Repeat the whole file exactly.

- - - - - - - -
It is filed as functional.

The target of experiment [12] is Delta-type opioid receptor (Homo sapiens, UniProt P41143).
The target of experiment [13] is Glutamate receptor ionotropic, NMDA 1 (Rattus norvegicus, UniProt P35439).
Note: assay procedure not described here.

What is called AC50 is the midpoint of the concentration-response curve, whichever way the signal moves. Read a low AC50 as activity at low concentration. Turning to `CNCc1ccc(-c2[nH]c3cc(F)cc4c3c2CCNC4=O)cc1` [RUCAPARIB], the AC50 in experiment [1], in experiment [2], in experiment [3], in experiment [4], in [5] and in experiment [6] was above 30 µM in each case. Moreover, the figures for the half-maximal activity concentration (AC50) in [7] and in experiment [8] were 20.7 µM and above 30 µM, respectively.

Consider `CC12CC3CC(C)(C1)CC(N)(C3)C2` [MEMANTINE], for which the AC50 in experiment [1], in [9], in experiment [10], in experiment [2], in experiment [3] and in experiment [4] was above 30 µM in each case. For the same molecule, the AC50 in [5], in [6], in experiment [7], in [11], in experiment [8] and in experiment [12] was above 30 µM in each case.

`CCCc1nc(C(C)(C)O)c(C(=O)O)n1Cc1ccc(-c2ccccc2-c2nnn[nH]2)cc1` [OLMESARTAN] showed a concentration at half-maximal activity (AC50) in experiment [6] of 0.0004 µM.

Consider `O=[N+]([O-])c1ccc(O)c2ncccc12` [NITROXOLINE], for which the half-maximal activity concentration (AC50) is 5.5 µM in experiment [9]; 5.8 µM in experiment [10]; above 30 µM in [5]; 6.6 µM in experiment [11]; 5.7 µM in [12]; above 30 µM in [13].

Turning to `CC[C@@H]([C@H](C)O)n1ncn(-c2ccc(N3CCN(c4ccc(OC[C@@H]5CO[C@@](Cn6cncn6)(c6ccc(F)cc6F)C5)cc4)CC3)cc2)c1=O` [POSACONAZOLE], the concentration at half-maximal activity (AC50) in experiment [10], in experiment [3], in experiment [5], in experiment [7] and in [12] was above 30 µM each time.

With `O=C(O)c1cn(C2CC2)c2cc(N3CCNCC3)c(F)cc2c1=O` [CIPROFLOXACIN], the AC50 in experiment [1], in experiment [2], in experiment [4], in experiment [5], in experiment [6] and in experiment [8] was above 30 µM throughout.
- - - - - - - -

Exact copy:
It is filed as functional.

The target of experiment [12] is Delta-type opioid receptor (Homo sapiens, UniProt P41143).
The target of experiment [13] is Glutamate receptor ionotropic, NMDA 1 (Rattus norvegicus, UniProt P35439).
Note: assay procedure not described here.

What is called AC50 is the midpoint of the concentration-response curve, whichever way the signal moves. Read a low AC50 as activity at low concentration. Turning to `CNCc1ccc(-c2[nH]c3cc(F)cc4c3c2CCNC4=O)cc1` [RUCAPARIB], the AC50 in experiment [1], in experiment [2], in experiment [3], in experiment [4], in [5] and in experiment [6] was above 30 µM in each case. Moreover, the figures for the half-maximal activity concentration (AC50) in [7] and in experiment [8] were 20.7 µM and above 30 µM, respectively.

Consider `CC12CC3CC(C)(C1)CC(N)(C3)C2` [MEMANTINE], for which the AC50 in experiment [1], in [9], in experiment [10], in experiment [2], in experiment [3] and in experiment [4] was above 30 µM in each case. For the same molecule, the AC50 in [5], in [6], in experiment [7], in [11], in experiment [8] and in experiment [12] was above 30 µM in each case.

`CCCc1nc(C(C)(C)O)c(C(=O)O)n1Cc1ccc(-c2ccccc2-c2nnn[nH]2)cc1` [OLMESARTAN] showed a concentration at half-maximal activity (AC50) in experiment [6] of 0.0004 µM.

Consider `O=[N+]([O-])c1ccc(O)c2ncccc12` [NITROXOLINE], for which the half-maximal activity concentration (AC50) is 5.5 µM in experiment [9]; 5.8 µM in experiment [10]; above 30 µM in [5]; 6.6 µM in experiment [11]; 5.7 µM in [12]; above 30 µM in [13].

Turning to `CC[C@@H]([C@H](C)O)n1ncn(-c2ccc(N3CCN(c4ccc(OC[C@@H]5CO[C@@](Cn6cncn6)(c6ccc(F)cc6F)C5)cc4)CC3)cc2)c1=O` [POSACONAZOLE], the concentration at half-maximal activity (AC50) in experiment [10], in experiment [3], in experiment [5], in experiment [7] and in [12] was above 30 µM each time.

With `O=C(O)c1cn(C2CC2)c2cc(N3CCNCC3)c(F)cc2c1=O` [CIPROFLOXACIN], the AC50 in experiment [1], in experiment [2], in experiment [4], in experiment [5], in experiment [6] and in experiment [8] was above 30 µM throughout.